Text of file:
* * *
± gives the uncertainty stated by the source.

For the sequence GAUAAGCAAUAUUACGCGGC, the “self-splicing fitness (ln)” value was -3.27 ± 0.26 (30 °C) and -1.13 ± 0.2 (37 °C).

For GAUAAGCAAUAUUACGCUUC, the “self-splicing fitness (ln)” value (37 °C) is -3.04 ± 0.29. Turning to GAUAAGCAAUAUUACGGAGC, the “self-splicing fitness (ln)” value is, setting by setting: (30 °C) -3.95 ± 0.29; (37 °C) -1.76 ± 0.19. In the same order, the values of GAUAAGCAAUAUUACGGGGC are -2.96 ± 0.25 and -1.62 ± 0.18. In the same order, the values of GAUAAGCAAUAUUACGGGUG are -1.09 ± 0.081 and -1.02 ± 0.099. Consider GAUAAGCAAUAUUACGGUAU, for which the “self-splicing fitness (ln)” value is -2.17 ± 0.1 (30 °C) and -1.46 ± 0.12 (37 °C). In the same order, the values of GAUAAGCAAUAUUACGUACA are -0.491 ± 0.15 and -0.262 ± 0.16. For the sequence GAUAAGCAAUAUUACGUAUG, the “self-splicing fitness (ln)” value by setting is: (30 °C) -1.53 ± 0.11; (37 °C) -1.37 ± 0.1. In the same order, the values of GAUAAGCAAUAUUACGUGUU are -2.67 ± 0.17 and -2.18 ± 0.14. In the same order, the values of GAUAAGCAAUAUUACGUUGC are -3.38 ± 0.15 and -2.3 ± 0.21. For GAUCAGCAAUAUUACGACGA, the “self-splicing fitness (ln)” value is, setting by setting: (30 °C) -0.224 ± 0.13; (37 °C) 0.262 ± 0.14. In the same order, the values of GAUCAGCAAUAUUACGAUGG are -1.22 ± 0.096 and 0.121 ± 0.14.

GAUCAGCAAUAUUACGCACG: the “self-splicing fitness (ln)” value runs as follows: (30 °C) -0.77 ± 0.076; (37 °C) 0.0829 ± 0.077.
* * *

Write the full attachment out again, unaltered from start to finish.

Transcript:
± gives the uncertainty stated by the source.

For the sequence GAUAAGCAAUAUUACGCGGC, the “self-splicing fitness (ln)” value was -3.27 ± 0.26 (30 °C) and -1.13 ± 0.2 (37 °C).

For GAUAAGCAAUAUUACGCUUC, the “self-splicing fitness (ln)” value (37 °C) is -3.04 ± 0.29. Turning to GAUAAGCAAUAUUACGGAGC, the “self-splicing fitness (ln)” value is, setting by setting: (30 °C) -3.95 ± 0.29; (37 °C) -1.76 ± 0.19. In the same order, the values of GAUAAGCAAUAUUACGGGGC are -2.96 ± 0.25 and -1.62 ± 0.18. In the same order, the values of GAUAAGCAAUAUUACGGGUG are -1.09 ± 0.081 and -1.02 ± 0.099. Consider GAUAAGCAAUAUUACGGUAU, for which the “self-splicing fitness (ln)” value is -2.17 ± 0.1 (30 °C) and -1.46 ± 0.12 (37 °C). In the same order, the values of GAUAAGCAAUAUUACGUACA are -0.491 ± 0.15 and -0.262 ± 0.16. For the sequence GAUAAGCAAUAUUACGUAUG, the “self-splicing fitness (ln)” value by setting is: (30 °C) -1.53 ± 0.11; (37 °C) -1.37 ± 0.1. In the same order, the values of GAUAAGCAAUAUUACGUGUU are -2.67 ± 0.17 and -2.18 ± 0.14. In the same order, the values of GAUAAGCAAUAUUACGUUGC are -3.38 ± 0.15 and -2.3 ± 0.21. For GAUCAGCAAUAUUACGACGA, the “self-splicing fitness (ln)” value is, setting by setting: (30 °C) -0.224 ± 0.13; (37 °C) 0.262 ± 0.14. In the same order, the values of GAUCAGCAAUAUUACGAUGG are -1.22 ± 0.096 and 0.121 ± 0.14.

GAUCAGCAAUAUUACGCACG: the “self-splicing fitness (ln)” value runs as follows: (30 °C) -0.77 ± 0.076; (37 °C) 0.0829 ± 0.077.